Giving birth can be a beautiful and intense experience, so it’s no wonder many people decide to record it in some way. More and more parents are hiring a birth photographer and sharing their photos on Facebook and Instagram for the whole world to see.
But it’s still very rare to see the experience that new parents Eli and Stephen recently shared: that of a pregnant trans man giving birth. Shared originally on the @restore_midwifery Instagram page and reposted by the @empoweredbirthproject, this photo series is truly awe-inspiring. Click through the gallery below to see Eli’s labour progressing. (We’ll warn you that these photos do contain nudity; it is a birth, after all.)
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🌿 @restore_midwifery shares: – – – – – – “Last weekend I had the pleasure of accompanying my clients Eli and Stephen during the birth of their daughter. Eli decided to generously share these photos and words with the world so that other queer and trans folks can learn and potentially be inspired by his experience. Eli writes: “Giving birth was the hardest thing I’ve ever done, but also the most miraculous. I found pregnancy surprisingly gender affirming – it allowed me to embrace the full spectrum of my identity and to create life. I feel lucky to be trans and amazed at what my body can accomplish. I’m proud to be a birth father and in love with my new daughter.” __ #trans #transpregnancy #transbirth #queer #queerpregnancy #lgbtqfamily #queerfamily #midwiferycare #empoweredbirthproject
Incredible, right? In the caption, Eli and Stephen’s midwife, Marea Goodman, writes that her clients wanted to share the photos in order to help other queer and trans couples learn about trans pregnancy and birth and to hopefully inspire those who might consider it as an option for starting a family.
The way we talk about motherhood is deeply alienatingGoodman’s caption also included a quote from Eli about his experience: “Giving birth was the hardest thing I’ve ever done, but also the most miraculous. I found pregnancy surprisingly gender affirming—it allowed me to embrace the full spectrum of my identity and to create life,” he wrote. “I feel lucky to be trans and amazed at what my body can accomplish. I’m proud to be a birth father and in love with my new daughter.” *tear*
Unsurprisingly, there were plenty of commenters with a lot of transphobic things to say about the photos. Many of them wrote that they were confused about how, exactly, a person who looks like a man could gestate a baby and give birth. Others said Eli was the one who must be confused for identifying as a man, yet keeping his female reproductive organs and wanting to get pregnant in the first place. Luckily, there were also plenty of people who clapped back in support of this awesome couple, reminding the hateful commenters that gender does not equal genitals and that Eli still gave birth as a man, even if he has a vagina and a uterus.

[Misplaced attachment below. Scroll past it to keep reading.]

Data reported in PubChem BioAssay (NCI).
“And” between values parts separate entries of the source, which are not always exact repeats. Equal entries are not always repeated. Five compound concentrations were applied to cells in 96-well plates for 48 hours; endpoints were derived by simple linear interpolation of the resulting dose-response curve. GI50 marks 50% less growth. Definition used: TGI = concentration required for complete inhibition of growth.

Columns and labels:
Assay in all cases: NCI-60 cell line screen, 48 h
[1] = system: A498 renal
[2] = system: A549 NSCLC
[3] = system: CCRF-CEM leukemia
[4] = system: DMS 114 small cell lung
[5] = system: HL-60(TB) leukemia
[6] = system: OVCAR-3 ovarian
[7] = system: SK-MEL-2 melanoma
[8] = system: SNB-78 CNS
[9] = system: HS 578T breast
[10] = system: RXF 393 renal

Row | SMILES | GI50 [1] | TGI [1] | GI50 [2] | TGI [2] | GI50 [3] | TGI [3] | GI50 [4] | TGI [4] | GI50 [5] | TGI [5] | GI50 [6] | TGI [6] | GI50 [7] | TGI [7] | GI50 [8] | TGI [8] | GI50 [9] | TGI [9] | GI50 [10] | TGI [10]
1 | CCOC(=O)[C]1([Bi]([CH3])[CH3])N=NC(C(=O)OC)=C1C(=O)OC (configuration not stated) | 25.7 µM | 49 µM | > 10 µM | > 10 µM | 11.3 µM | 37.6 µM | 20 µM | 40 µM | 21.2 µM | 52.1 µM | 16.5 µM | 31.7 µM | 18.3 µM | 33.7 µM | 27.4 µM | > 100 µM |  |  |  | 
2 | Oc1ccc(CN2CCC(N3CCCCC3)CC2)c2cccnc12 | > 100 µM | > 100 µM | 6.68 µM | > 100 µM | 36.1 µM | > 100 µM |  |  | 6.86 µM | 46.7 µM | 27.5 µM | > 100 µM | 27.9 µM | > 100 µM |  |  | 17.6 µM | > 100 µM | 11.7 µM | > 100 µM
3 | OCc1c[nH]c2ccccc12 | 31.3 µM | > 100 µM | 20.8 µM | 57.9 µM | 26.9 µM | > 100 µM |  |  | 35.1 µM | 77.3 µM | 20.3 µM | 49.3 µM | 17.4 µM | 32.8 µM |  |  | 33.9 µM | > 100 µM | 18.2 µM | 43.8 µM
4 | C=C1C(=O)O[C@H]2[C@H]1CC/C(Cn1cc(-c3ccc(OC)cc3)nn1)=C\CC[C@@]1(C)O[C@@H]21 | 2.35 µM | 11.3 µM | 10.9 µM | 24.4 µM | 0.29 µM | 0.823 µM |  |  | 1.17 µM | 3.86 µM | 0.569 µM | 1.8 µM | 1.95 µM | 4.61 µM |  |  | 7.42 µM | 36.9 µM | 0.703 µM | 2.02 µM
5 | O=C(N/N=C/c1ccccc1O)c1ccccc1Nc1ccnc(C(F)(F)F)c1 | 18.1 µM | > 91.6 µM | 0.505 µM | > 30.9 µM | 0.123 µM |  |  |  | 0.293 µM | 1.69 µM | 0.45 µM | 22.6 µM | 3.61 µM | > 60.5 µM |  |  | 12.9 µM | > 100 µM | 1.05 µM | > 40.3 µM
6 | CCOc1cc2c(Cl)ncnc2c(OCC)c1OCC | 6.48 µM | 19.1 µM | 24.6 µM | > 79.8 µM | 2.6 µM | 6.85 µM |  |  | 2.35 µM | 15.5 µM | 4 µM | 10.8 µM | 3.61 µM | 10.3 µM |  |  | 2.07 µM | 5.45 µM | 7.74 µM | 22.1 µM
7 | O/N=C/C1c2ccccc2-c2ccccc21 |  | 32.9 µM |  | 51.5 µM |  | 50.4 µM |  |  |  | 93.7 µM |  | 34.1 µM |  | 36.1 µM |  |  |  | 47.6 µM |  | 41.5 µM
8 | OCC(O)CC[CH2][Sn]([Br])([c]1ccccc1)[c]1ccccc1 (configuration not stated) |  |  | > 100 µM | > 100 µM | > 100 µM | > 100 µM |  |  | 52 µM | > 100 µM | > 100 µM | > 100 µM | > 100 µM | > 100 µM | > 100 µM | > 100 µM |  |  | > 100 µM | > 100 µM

Anyways, we give major props to this couple for their willingness to share these powerful photos of their family. You and your beautiful new daughter are beyond inspiring.
UPDATE: The original posts had been deleted from Instagram, so here’s an updated post from @empoweredbirthproject. Tap through the post to see the pregnancy photos mentioned above.
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This photo series by @restore_midwifery caused quite a discussion on this page recently before I removed the post at the family’s request. (They only wanted one of the photos removed, but in slideshow format that is not possible so the whole thing had to come down. It was also censored by IG and restored twice before that… it was a whirlwind.) __ It prompted many people to say that not moderating or turning off the comment section was harmful to the trans/queer community. For the record: I was in communication with the family via @restore_midwifery the entire time the post was on this page. The family indicated they were okay with the comments continuing for a number of reasons, so I allowed them to play out. As long as they were okay, that was my primary concern. __ Historically, I’ve felt it important to allow this platform to remain an open forum for public dialogue. Oftentimes, much of the education that has advanced these conversations and influenced public opinion plays out in comment sections. There’s also a lot of positivity out there and folks who genuinely want to learn. __ That said, the argument of protecting marginalized folks from harm is also valid. Many comments/users are easy to identify as hateful and bigoted. The rest can be a delicate balance to strike— allowing discourse vs. selectively censoring the overall response. __ I’ve taken both approaches over the years with mixed reaction from this community. What do you think about this particular case of the family allowing open commentary vs. other readers feeling unsafe? __ For the record, I personally and as a project/platform absolutely do NOT condone transphobia, hatred, bigotry, or violence. I will continue to share even more content centering communities who need better representation in the birth community. And when needed, reiterate that mission and stay open to feedback. __ At the end of the day, this dialogue IS the purpose. Again, thank you @restore_midwifery and your precious clients for being vulnerable and visible. __ Love, @katievigos